In SSL stripping, the attacker downgrades the application or website off it’s SSL encryption through interception and sends the unencrypted version to the user. The user on using the unencrypted version leaves the entire data easily available to the attacker.
How To Stay Secure From Man In The Middle Attacks?
The very outline of MITM attacks work and how they harm the user might make you feel overwhelmed. However, all hope is not lost. It is always possible to ramp up your security and ensure that your data remains secure from interception and decryption.
Here are some ways how you can do it:
Look For HTTPS
As a thumbrule, avoid visiting or exchanging information across any websites that do not have the security of HTTPS. If you look for SSL, then you can go with EV SSL that protects you against mimic websites and offers green bar with company name. It is slightly costly compared to other certificate types like Wildcard SSL Certificate, Multi Domain (SAN) SSL, etc.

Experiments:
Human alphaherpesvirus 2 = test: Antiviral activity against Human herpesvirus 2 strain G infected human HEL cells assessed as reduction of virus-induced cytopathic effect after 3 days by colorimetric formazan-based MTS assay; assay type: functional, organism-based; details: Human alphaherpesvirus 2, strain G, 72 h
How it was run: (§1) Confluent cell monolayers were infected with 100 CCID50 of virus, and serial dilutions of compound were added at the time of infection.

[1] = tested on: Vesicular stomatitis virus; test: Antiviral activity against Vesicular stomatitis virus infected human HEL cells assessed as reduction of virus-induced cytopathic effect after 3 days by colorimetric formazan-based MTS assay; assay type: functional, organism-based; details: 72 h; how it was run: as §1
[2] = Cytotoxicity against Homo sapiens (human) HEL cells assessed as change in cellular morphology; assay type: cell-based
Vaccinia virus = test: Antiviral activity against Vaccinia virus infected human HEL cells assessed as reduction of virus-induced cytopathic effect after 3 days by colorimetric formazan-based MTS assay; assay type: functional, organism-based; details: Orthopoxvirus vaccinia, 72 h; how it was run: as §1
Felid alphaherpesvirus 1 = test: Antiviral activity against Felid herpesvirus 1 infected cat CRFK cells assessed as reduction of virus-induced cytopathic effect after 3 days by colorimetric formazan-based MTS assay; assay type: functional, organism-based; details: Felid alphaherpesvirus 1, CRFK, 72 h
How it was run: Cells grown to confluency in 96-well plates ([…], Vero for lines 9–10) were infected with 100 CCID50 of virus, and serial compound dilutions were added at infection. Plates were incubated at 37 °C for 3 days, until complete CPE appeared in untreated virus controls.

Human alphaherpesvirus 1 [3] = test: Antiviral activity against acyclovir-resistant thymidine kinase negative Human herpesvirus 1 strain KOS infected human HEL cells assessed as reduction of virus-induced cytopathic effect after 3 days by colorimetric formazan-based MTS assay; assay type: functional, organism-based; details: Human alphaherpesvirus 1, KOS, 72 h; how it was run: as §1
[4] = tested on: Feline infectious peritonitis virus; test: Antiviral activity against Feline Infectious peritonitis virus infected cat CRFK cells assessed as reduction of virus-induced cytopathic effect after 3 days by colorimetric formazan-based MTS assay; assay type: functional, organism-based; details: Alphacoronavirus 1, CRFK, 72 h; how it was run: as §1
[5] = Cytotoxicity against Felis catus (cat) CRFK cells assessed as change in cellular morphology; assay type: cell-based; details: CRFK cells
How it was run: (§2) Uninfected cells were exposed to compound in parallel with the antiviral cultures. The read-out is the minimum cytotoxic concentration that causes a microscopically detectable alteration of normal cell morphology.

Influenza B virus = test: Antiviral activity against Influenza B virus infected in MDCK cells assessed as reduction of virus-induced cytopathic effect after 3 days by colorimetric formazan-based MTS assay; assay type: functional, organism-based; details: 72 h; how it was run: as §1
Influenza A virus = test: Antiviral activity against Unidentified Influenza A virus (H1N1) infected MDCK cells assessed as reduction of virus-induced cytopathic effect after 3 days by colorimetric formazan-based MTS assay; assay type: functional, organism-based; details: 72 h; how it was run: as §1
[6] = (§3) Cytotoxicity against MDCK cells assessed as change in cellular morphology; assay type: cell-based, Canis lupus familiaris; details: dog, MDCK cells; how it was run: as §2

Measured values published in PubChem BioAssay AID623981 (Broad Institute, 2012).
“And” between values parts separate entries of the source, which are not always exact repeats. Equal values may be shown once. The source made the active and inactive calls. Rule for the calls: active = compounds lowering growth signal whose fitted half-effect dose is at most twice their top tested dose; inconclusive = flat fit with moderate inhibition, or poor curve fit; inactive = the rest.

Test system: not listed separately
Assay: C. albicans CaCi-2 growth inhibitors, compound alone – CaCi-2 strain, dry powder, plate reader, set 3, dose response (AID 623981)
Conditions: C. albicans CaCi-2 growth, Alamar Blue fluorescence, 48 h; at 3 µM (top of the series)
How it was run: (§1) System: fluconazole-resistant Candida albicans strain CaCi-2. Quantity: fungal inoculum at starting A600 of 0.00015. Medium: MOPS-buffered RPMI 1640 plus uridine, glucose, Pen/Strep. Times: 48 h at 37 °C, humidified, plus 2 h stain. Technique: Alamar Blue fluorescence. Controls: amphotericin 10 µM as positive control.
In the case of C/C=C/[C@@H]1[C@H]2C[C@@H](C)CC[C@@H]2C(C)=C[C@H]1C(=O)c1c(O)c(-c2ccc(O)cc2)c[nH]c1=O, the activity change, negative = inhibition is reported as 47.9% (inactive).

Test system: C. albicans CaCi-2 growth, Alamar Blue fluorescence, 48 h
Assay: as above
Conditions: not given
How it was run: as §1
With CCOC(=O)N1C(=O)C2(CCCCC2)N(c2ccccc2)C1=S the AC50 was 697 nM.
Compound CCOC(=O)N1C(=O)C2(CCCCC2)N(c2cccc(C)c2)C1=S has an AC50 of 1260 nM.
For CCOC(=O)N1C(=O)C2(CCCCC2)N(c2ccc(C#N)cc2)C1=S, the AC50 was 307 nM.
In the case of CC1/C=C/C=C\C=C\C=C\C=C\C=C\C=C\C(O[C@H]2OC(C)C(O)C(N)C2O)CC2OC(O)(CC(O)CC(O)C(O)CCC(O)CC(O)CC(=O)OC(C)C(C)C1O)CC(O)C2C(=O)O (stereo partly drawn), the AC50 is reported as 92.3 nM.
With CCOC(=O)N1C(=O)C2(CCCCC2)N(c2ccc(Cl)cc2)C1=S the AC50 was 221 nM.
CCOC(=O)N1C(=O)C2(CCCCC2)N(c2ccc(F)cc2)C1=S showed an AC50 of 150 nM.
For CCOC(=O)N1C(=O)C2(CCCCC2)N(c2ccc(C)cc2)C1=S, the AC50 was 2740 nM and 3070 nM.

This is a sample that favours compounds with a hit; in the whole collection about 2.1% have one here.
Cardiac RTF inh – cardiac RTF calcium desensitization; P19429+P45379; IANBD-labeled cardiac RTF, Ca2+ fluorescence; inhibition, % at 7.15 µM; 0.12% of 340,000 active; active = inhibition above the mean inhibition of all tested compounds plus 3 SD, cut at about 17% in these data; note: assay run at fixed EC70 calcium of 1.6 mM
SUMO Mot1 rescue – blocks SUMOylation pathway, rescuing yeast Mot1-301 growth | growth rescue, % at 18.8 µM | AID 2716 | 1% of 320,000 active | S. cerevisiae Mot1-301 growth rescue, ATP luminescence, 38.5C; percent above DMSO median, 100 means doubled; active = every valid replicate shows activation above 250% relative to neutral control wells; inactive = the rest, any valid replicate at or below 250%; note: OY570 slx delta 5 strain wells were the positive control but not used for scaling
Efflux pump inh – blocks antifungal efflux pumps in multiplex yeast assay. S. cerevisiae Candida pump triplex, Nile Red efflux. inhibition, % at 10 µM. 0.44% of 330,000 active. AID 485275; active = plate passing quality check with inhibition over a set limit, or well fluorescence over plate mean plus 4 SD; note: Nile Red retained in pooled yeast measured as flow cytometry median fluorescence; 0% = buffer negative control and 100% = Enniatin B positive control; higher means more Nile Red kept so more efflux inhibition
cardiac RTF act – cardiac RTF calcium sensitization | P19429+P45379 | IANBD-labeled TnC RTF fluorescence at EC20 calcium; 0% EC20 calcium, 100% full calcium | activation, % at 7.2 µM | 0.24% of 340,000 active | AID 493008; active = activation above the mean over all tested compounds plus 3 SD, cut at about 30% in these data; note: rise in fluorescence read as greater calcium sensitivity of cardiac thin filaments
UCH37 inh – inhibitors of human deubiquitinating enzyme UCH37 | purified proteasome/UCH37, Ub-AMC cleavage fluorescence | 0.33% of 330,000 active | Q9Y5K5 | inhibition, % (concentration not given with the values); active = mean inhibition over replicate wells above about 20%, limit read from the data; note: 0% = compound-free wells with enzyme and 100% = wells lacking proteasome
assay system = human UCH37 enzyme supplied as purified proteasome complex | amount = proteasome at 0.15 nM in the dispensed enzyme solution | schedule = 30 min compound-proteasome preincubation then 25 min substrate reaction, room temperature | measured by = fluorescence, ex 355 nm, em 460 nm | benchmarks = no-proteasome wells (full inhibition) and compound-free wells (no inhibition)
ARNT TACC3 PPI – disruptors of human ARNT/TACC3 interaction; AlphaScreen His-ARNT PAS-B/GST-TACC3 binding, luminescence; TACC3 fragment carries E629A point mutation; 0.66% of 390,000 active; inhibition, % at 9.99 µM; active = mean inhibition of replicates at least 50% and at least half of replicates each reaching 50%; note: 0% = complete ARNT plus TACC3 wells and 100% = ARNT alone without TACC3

Upgrade System & Server Configurations
Make sure you have latest version of your server and disable old security protocols versions like SSL 2.0, TLS 1.0. Configure server with proper authentication to secure from MITM attack for example, in Windows server 2008, there is a Network Level Authentication (NLA) that secures against MITM. In case, when the server OS version does not support NLA, you can set mutual authentication by configuring IPSec policies on terminal services that can protect such attack. Besides, you can use VPN as a secure tunnel to prevent MITM attack. It is recommended to use Windows XP SP3 or later in order to take benefit of Network Level Authentication.